Monday, March 28, 2016

How do you research your fiction?

Dear Kim,

Thank you for the note about Book Reviews. You are right; they are so important for the health of a book, and a way to support other writers. Today I have a slightly different take on a book review for you. This post wasn't meant to be a book review. I really just wanted to chat with you about research in fiction. But a review of a gripping book just appeared. You'll see.

I was at the Foundation last week and a fellow young adult author was sitting with me. We got to talking about our "process" in writing genre fiction. While she said the Internet was the only tool that she used for research, I think she discounted all of the hours she spent drinking in pop culture, eye-binging Dexter, and reading the many fictional worlds that she and I talked over.

My research method is much like the above when I'm writing a first draft: internet, pop culture, reading for pleasure; however, when I'm in draft-percolation-mode, I dig for more content to influence my next draft(s).

While writing my first draft I let my characters (and eventually the outline) guide me to the end. (I wrote a bit about that process here.) And in the end...There are words. (Not all the words are great. I can change them.) There are also subplots. (Not all of the subplots are evenly woven. I can repair them.) There are characters. (Not all characters change. I can develop them.) I know a first draft is just the first step. I like what comes next. It is the point in my process when I rationalize extra Netflix time, more reading, and more internet. It is time to research.

For my book, Killer: A Love Story, about a school shooter, I wrote the first draft quickly. The characters haunted me, so I tried to race right into revisions. It didn't work. I hadn't stuck to my "process". No letting the draft sit idle for some time (the old "into the desk" reference, if you will) while I researched.

You remember that first revision, Kim. It sucked. The characters were no richer in that revision than they were in draft #1. Nothing to do but put the book away until I took time to research.

That's what I've been up to lately. Research for Killer. I read Sue Klebold's memoir: A Mother's Reckoning; Phil Chalmer's Inside the Mind of a Teen Killer; a few articles, most notably, Inside the Race to Stop the Next Mass Shooter; and reread/listened to some fiction on school shootings. (Nineteen Minutes by Jodi Picoult; Shooter by Walter Dean Myers; Forgive Me, Leonard Peacock by Matthew Quick.) I watched Season Two of American Crime, in real time each week, and it felt like taking a class in plot and grief. Most recently I read This Is Where It Ends by Marieke Nijkamp. Finishing this book was the last piece of research I needed. It left me hollowed, yet ready to return to my own Killer.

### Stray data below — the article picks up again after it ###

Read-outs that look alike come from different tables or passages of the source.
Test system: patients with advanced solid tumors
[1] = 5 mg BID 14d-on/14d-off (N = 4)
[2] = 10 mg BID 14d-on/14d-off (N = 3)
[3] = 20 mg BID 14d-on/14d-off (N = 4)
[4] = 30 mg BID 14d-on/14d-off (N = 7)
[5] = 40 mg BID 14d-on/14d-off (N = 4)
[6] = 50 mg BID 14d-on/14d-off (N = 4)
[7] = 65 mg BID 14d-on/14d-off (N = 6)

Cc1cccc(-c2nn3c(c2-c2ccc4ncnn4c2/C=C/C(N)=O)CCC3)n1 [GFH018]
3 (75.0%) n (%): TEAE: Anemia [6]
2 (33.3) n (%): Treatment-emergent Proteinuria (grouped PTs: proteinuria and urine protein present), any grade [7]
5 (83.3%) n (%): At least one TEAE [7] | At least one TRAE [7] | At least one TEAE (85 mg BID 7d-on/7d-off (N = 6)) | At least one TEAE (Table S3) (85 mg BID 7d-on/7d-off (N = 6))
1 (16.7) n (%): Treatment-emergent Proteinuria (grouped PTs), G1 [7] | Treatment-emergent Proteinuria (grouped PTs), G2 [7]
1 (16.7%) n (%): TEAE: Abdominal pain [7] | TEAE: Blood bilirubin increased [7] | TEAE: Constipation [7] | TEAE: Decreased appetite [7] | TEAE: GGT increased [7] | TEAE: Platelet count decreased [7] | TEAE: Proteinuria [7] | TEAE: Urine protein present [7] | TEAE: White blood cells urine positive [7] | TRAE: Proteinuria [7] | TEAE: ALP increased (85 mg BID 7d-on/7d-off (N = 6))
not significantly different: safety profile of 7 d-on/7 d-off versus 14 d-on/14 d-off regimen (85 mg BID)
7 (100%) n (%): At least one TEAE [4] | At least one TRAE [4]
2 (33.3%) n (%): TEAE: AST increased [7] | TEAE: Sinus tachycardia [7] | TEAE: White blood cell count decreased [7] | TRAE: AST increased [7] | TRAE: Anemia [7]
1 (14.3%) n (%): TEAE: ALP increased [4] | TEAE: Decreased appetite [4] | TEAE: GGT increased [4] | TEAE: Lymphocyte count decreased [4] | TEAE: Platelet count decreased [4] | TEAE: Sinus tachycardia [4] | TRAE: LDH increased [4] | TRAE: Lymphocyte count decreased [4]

Nijkamp's story took us into the heart of a school shooting. Multiple narrators told about the 54 minutes on campus with the shooter. What I appreciated most was that we heard from four student bystanders, not the shooter's point of view. We were given enough information about the shooter to make the story believable, but not so much as to make it a story about him. Instead we learned about loyalty, love, and hope, even in the darkest of circumstances.
While some of the story was difficult to read (as one might expect), Nijkamp made us care about the four narrators-- about how their lives wove together and about whether or not they would survive the harrowing day. We felt the intensity. We tried to comprehend the choices. We cried alongside all four as they watched friends and family die.

It seems wrong to say this book (really any book about school shootings) is "good". I will say that This Is Where It Ends handles the topic with great dignity and I appreciate Nijkamp's storytelling.

My Killer is different from any of the shooters I researched. However, I know my time spent researching-- the reading, watching, and listening, will deepen the story I want to tell. Research in fiction informs the story's believability, but more importantly, I think, this type of research readies writers' minds to produce richer work. 

I'll pass along This Is Where It Ends when I see you on Wednesday.